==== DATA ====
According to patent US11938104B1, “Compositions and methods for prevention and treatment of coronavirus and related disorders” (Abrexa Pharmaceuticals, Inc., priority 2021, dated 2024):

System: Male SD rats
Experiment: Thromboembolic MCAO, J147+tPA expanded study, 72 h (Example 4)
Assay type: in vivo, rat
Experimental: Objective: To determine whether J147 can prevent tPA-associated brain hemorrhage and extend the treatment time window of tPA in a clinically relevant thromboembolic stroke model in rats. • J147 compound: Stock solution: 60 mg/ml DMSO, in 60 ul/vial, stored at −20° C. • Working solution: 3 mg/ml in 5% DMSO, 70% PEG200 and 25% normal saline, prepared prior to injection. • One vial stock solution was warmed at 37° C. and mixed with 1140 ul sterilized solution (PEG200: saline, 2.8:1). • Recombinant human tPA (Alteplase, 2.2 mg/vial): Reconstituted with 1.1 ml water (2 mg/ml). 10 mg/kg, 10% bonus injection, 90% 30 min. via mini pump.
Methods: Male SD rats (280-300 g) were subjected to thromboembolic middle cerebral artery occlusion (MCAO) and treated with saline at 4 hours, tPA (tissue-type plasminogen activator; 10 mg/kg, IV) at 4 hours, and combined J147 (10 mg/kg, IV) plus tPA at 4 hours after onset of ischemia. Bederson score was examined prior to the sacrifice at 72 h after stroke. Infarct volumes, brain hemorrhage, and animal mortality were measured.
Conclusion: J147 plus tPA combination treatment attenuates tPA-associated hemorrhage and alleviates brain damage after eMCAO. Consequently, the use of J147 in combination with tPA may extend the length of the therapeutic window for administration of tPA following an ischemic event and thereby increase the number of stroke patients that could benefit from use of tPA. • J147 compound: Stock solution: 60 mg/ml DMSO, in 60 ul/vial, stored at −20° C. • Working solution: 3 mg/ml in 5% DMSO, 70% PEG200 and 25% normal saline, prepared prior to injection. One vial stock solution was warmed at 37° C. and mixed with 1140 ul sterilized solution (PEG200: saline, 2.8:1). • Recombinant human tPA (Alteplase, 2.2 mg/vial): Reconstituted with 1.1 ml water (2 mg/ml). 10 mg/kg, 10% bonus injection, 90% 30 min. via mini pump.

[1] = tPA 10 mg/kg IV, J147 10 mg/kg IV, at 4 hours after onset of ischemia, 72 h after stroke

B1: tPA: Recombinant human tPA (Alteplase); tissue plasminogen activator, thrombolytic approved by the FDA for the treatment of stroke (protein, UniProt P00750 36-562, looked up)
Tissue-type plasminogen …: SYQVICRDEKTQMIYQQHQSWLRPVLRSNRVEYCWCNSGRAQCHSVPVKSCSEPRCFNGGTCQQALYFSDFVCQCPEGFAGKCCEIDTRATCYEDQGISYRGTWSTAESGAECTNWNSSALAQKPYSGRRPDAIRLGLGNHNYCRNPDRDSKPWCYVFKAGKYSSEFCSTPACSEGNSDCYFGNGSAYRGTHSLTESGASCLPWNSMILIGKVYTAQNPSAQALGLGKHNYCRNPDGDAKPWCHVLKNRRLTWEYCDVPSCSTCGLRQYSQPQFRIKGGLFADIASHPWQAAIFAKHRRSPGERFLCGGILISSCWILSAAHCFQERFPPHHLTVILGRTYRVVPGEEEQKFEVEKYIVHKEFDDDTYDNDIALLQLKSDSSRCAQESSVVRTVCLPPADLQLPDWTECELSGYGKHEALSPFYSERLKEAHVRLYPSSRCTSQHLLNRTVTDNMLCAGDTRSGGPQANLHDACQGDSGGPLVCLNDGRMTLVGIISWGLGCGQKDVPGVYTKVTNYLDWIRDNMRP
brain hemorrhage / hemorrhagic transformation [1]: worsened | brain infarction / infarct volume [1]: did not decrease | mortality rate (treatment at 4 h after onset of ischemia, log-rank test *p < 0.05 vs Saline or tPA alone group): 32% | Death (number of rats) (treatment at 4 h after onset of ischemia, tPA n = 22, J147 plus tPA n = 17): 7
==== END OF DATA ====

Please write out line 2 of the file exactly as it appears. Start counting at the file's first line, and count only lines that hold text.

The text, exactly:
System: Male SD rats